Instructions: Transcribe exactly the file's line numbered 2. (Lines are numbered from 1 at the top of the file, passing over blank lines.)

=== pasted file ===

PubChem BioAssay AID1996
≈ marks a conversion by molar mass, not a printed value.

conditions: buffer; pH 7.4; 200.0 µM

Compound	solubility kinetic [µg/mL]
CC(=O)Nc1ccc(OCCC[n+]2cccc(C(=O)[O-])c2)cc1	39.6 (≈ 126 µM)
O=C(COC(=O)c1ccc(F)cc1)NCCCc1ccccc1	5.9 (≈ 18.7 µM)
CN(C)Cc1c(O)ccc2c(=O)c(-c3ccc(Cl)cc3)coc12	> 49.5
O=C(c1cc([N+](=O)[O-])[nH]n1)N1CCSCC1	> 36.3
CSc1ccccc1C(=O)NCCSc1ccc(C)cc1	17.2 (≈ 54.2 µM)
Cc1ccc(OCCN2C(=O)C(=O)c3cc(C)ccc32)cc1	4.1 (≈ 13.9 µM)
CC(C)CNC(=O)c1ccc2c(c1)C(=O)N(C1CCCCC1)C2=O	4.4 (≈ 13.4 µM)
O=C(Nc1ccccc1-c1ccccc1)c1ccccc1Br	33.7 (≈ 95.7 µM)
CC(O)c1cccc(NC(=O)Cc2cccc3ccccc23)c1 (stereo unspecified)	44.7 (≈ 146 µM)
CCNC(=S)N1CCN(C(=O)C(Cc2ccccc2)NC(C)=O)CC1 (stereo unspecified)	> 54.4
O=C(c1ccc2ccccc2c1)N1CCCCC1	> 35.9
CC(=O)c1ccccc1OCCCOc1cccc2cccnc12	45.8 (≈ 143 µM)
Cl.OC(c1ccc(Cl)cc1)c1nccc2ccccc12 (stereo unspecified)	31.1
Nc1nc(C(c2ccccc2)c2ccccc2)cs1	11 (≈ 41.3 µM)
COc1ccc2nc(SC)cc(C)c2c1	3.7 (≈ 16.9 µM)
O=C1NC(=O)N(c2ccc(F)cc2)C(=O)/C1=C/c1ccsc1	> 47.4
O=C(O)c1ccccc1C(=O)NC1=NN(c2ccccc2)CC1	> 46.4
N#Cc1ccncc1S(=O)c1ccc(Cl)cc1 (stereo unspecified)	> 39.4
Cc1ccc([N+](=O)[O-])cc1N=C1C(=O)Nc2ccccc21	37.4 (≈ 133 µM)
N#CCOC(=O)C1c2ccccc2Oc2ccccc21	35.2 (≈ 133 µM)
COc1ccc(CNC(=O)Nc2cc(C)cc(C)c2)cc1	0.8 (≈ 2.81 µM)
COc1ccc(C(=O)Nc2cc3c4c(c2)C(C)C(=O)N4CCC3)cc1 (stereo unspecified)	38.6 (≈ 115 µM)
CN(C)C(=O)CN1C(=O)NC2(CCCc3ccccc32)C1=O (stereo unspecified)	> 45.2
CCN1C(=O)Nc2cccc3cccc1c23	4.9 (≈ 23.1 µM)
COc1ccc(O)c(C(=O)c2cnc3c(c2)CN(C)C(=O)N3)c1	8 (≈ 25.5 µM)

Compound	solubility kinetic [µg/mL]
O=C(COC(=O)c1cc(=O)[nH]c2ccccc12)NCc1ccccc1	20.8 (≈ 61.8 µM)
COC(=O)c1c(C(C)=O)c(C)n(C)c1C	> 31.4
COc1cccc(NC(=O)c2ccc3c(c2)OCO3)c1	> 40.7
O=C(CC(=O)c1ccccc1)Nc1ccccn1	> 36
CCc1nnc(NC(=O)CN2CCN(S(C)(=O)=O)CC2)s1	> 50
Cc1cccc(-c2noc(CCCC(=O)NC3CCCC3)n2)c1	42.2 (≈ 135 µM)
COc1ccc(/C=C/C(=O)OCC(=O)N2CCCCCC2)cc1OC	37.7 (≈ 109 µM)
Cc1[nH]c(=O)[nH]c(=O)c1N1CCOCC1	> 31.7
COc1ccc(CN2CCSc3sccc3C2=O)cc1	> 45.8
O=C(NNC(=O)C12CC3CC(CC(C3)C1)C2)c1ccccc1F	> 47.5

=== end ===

≈ marks a conversion by molar mass, not a printed value.